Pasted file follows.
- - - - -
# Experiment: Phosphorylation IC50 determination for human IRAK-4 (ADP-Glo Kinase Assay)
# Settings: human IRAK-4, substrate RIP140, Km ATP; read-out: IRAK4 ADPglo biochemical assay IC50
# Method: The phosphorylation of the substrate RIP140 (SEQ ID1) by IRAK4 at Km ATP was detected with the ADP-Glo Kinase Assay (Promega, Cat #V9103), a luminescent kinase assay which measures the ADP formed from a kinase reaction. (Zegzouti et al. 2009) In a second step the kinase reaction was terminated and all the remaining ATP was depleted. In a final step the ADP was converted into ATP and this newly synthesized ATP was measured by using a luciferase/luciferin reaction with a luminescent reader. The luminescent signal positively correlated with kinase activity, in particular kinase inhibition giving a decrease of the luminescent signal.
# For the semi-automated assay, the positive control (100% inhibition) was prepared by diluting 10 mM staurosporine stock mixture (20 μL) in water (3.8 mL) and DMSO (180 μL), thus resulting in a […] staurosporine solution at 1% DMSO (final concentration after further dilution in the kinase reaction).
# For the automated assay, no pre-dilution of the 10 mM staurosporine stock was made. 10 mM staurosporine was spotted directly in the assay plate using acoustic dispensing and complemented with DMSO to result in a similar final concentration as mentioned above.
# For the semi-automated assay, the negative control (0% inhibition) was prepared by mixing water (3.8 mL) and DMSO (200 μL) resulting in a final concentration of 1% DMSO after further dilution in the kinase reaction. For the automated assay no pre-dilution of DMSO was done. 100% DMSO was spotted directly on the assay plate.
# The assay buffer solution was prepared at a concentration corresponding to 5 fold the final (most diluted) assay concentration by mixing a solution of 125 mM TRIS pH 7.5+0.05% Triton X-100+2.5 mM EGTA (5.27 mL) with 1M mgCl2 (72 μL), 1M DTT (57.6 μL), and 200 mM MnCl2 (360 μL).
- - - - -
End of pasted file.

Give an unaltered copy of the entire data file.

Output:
# Experiment: Phosphorylation IC50 determination for human IRAK-4 (ADP-Glo Kinase Assay)
# Settings: human IRAK-4, substrate RIP140, Km ATP; read-out: IRAK4 ADPglo biochemical assay IC50
# Method: The phosphorylation of the substrate RIP140 (SEQ ID1) by IRAK4 at Km ATP was detected with the ADP-Glo Kinase Assay (Promega, Cat #V9103), a luminescent kinase assay which measures the ADP formed from a kinase reaction. (Zegzouti et al. 2009) In a second step the kinase reaction was terminated and all the remaining ATP was depleted. In a final step the ADP was converted into ATP and this newly synthesized ATP was measured by using a luciferase/luciferin reaction with a luminescent reader. The luminescent signal positively correlated with kinase activity, in particular kinase inhibition giving a decrease of the luminescent signal.
# For the semi-automated assay, the positive control (100% inhibition) was prepared by diluting 10 mM staurosporine stock mixture (20 μL) in water (3.8 mL) and DMSO (180 μL), thus resulting in a […] staurosporine solution at 1% DMSO (final concentration after further dilution in the kinase reaction).
# For the automated assay, no pre-dilution of the 10 mM staurosporine stock was made. 10 mM staurosporine was spotted directly in the assay plate using acoustic dispensing and complemented with DMSO to result in a similar final concentration as mentioned above.
# For the semi-automated assay, the negative control (0% inhibition) was prepared by mixing water (3.8 mL) and DMSO (200 μL) resulting in a final concentration of 1% DMSO after further dilution in the kinase reaction. For the automated assay no pre-dilution of DMSO was done. 100% DMSO was spotted directly on the assay plate.
# The assay buffer solution was prepared at a concentration corresponding to 5 fold the final (most diluted) assay concentration by mixing a solution of 125 mM TRIS pH 7.5+0.05% Triton X-100+2.5 mM EGTA (5.27 mL) with 1M mgCl2 (72 μL), 1M DTT (57.6 μL), and 200 mM MnCl2 (360 μL).